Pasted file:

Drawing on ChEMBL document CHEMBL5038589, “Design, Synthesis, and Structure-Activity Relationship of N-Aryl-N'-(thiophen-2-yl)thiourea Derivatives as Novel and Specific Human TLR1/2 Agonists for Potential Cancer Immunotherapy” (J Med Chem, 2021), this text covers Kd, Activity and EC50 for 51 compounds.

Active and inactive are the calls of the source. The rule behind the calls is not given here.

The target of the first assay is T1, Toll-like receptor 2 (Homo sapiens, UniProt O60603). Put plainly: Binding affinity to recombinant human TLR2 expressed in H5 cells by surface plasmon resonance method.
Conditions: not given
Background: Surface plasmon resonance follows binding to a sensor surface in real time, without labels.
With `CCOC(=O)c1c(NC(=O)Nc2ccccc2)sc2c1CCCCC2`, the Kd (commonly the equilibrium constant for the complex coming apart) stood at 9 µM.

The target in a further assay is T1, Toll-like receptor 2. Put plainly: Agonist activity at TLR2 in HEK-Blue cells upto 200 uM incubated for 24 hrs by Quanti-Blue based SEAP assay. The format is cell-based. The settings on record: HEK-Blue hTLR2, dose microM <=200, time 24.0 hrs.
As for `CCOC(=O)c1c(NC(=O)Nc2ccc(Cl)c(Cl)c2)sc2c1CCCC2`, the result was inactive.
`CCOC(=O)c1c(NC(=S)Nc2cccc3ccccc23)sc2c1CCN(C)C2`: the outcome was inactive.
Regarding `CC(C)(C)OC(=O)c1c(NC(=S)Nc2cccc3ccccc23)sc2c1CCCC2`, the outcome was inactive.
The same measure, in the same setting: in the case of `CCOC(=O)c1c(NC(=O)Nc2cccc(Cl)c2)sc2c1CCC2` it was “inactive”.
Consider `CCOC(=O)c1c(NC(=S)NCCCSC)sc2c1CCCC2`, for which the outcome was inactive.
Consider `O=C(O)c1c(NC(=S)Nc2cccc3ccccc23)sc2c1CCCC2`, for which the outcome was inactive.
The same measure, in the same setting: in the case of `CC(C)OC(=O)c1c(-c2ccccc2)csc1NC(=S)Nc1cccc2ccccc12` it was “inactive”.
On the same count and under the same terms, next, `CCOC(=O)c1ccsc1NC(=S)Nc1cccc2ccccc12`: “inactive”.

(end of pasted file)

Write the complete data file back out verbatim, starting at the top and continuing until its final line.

Drawing on ChEMBL document CHEMBL5038589, “Design, Synthesis, and Structure-Activity Relationship of N-Aryl-N'-(thiophen-2-yl)thiourea Derivatives as Novel and Specific Human TLR1/2 Agonists for Potential Cancer Immunotherapy” (J Med Chem, 2021), this text covers Kd, Activity and EC50 for 51 compounds.

Active and inactive are the calls of the source. The rule behind the calls is not given here.

The target of the first assay is T1, Toll-like receptor 2 (Homo sapiens, UniProt O60603). Put plainly: Binding affinity to recombinant human TLR2 expressed in H5 cells by surface plasmon resonance method.
Conditions: not given
Background: Surface plasmon resonance follows binding to a sensor surface in real time, without labels.
With `CCOC(=O)c1c(NC(=O)Nc2ccccc2)sc2c1CCCCC2`, the Kd (commonly the equilibrium constant for the complex coming apart) stood at 9 µM.

The target in a further assay is T1, Toll-like receptor 2. Put plainly: Agonist activity at TLR2 in HEK-Blue cells upto 200 uM incubated for 24 hrs by Quanti-Blue based SEAP assay. The format is cell-based. The settings on record: HEK-Blue hTLR2, dose microM <=200, time 24.0 hrs.
As for `CCOC(=O)c1c(NC(=O)Nc2ccc(Cl)c(Cl)c2)sc2c1CCCC2`, the result was inactive.
`CCOC(=O)c1c(NC(=S)Nc2cccc3ccccc23)sc2c1CCN(C)C2`: the outcome was inactive.
Regarding `CC(C)(C)OC(=O)c1c(NC(=S)Nc2cccc3ccccc23)sc2c1CCCC2`, the outcome was inactive.
The same measure, in the same setting: in the case of `CCOC(=O)c1c(NC(=O)Nc2cccc(Cl)c2)sc2c1CCC2` it was “inactive”.
Consider `CCOC(=O)c1c(NC(=S)NCCCSC)sc2c1CCCC2`, for which the outcome was inactive.
Consider `O=C(O)c1c(NC(=S)Nc2cccc3ccccc23)sc2c1CCCC2`, for which the outcome was inactive.
The same measure, in the same setting: in the case of `CC(C)OC(=O)c1c(-c2ccccc2)csc1NC(=S)Nc1cccc2ccccc12` it was “inactive”.
On the same count and under the same terms, next, `CCOC(=O)c1ccsc1NC(=S)Nc1cccc2ccccc12`: “inactive”.